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Solutions today for reefs tomorrow
General Diagnostics: Focal, multifocal and coalescing lesions with a linear margin. Linear or annular tissue loss initiating at the base or perimeter of a colony, or from the margin of an old lesion and progressing as a front 1mm to 10cm/day. No distinctive pigmented band or mat, tissue discoloration, or skeletal damage. Snails and fireworms may be present.
White Plague (WP)
A distinct band of white, tissue-denuded skeleton separates healthy tissue from algalcolonized skeleton. May initiate at the colony margin (A-B) or from a previously killed portion of a colony (C) and radiate out in an irregular to annular pattern (D). A narrow band of white skeleton adjacent to colonized skeleton is indicative of slow spread (E, F, L; “Type I”) while a large band up to 10 cm or more in width indicates rapid spread (G,K,I,O; “Type II”). Lesion margin may be irregular (H), serpiginous (M), or annular (I, J, O). Individual portions of the band may advance at different rates. WP advances from one coral to adjacent colonies. Affects at least 42 species of corals.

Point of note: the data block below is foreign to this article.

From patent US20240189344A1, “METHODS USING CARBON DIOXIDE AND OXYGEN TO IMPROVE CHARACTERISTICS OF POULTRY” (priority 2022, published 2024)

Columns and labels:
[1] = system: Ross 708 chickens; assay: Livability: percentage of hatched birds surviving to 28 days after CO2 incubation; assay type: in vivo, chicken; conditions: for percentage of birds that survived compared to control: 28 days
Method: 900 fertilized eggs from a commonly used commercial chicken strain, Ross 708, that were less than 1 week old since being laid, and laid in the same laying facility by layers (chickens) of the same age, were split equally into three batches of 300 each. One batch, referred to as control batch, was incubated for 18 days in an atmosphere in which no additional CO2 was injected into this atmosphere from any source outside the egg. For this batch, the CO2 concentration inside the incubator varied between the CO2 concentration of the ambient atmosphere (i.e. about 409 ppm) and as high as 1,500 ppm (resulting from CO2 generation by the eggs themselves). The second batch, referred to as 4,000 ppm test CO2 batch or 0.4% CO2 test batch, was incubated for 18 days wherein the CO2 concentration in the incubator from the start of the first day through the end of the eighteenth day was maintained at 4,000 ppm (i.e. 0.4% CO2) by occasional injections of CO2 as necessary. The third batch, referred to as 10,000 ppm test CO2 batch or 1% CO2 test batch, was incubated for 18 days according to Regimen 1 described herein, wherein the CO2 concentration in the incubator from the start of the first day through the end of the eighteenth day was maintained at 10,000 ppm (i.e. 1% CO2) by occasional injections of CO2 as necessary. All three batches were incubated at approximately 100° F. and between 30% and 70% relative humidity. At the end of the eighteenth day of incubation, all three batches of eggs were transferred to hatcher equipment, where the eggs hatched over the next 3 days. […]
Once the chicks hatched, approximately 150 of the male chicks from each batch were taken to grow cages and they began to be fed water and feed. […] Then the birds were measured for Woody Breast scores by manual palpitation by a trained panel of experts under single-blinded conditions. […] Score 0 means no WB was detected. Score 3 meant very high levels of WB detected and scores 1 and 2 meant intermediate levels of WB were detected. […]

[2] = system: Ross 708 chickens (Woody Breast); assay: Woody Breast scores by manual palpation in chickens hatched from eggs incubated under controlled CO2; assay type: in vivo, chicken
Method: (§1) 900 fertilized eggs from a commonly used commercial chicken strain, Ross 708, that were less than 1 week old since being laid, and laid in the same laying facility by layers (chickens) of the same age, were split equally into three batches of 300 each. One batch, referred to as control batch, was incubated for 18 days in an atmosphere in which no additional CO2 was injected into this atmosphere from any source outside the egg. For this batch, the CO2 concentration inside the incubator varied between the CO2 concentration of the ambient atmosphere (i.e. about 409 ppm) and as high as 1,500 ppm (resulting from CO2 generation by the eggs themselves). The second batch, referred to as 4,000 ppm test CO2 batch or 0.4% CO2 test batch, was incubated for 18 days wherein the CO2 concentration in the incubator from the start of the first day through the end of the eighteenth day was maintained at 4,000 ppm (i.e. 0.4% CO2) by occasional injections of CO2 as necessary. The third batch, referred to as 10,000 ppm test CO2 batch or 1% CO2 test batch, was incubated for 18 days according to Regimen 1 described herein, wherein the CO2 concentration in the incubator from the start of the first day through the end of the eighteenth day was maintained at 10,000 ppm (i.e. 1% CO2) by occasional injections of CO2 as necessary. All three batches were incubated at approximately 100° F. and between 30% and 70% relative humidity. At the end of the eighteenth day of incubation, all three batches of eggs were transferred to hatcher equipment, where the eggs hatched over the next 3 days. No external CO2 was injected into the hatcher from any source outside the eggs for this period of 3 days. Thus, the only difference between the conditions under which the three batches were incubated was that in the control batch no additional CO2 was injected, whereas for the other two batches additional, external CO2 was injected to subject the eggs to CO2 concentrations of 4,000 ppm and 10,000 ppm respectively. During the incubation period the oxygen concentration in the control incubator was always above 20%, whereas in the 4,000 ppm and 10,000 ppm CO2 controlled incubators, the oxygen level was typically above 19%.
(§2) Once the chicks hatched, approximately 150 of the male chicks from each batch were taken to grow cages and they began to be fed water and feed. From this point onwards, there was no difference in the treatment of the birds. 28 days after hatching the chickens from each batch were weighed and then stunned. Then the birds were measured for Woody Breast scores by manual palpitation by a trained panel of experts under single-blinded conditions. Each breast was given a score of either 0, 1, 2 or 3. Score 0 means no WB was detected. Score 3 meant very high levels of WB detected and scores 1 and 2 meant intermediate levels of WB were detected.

White Syndrome (WS)
Uncharacterized lesions with diffuse patterns of tissue loss; focal, multifocal coalescing; may have linear, or annular margins, with a sharp demarcation between normal tissue and bare skeleton. Irregular lesions on Agaricia (G) are shown.
Fish territories occur among corals; bite marks denude tissue in a focal or multifocal pattern (N). Lesions may progressively expand in annular manner, and new lesions appear in other locations.
Aggregates of snails may remove tissue in a focal or annular pattern; snails may be on the lesion or at the perimeter of the colony. Parrotfish predation may result in multiple small focal or multifocal lesions and larger annular bands that progressively expand in size; these have tissue loss and skeletal damage.